Summary And Conclusions

The ideal mixture of debt and equity for a firm—its optimal capital structure—is the one that maximizes the value of the firm and minimizes the overall cost of capital. If we ignore taxes, financial distress costs, and any other imperfections, we find that there is no ideal mixture. Under these circumstances, the firm's capital structure is simply irrelevant.

If we consider the effect of corporate taxes, we find that capital structure matters a great deal. This conclusion is based on the fact that interest is tax deductible and thus generates a valuable tax shield. Unfortunately, we also find that the optimal capital structure is 100 percent debt, which is not something we observe in healthy firms.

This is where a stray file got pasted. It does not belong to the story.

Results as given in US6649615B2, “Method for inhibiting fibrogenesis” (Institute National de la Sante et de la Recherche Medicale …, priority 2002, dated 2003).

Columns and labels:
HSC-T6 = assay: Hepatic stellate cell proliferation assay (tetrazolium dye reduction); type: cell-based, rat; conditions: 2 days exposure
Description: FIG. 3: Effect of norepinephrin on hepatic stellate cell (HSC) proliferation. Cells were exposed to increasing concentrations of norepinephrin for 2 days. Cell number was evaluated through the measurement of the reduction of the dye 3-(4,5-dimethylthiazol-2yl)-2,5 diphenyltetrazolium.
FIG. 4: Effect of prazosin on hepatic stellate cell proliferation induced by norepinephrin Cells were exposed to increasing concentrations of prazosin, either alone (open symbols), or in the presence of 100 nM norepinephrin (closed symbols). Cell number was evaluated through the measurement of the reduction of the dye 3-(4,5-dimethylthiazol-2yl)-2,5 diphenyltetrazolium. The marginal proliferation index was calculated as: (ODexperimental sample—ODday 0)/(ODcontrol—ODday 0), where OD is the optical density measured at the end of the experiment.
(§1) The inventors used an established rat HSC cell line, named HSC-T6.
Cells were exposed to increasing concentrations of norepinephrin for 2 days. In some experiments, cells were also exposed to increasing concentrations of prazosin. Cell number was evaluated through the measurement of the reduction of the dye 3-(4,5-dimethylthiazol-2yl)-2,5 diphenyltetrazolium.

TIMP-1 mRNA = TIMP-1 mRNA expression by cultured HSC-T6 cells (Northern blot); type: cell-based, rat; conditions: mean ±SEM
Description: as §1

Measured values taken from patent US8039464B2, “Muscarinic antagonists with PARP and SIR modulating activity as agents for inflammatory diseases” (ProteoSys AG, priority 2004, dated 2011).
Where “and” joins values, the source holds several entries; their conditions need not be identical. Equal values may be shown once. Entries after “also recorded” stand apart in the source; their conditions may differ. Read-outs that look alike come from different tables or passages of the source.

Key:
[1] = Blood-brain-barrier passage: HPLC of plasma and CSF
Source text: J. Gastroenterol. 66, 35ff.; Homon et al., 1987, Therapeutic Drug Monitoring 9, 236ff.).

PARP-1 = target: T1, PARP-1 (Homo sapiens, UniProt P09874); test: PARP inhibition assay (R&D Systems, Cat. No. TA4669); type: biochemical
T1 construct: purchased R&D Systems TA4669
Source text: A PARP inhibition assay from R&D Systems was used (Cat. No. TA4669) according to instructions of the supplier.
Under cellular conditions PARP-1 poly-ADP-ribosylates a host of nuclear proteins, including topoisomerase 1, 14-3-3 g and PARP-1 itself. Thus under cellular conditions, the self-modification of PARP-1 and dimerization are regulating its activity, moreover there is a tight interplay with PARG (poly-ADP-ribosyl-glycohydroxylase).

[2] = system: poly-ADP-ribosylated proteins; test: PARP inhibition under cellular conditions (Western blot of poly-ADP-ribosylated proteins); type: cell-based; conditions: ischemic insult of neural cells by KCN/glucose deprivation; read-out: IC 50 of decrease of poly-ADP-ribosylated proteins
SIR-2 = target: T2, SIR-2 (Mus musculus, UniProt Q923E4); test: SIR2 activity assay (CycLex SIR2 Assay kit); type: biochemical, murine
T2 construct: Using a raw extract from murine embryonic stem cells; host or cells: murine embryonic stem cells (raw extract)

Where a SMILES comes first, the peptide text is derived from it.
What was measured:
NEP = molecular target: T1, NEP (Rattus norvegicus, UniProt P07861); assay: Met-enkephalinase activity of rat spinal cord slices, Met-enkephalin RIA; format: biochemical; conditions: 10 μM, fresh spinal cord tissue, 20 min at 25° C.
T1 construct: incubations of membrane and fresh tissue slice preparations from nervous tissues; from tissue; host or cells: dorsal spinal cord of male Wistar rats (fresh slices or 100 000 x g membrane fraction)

We next introduce costs associated with bankruptcy, or, more generally, financial distress. These costs reduce the attractiveness of debt financing. We conclude that an optimal capital structure exists when the net tax saving from an additional dollar in interest just equals the increase in expected financial distress costs. This is the essence of the static theory of capital structure.

When we examine actual capital structures, we find two regularities. First, firms in the United States typically do not use great amounts of debt, but they pay substantial taxes. This suggests that there is a limit to the use of debt financing to generate tax shields. Second, firms in similar industries tend to have similar capital structures, suggesting that the nature of their assets and operations is an important determinant of capital structure.

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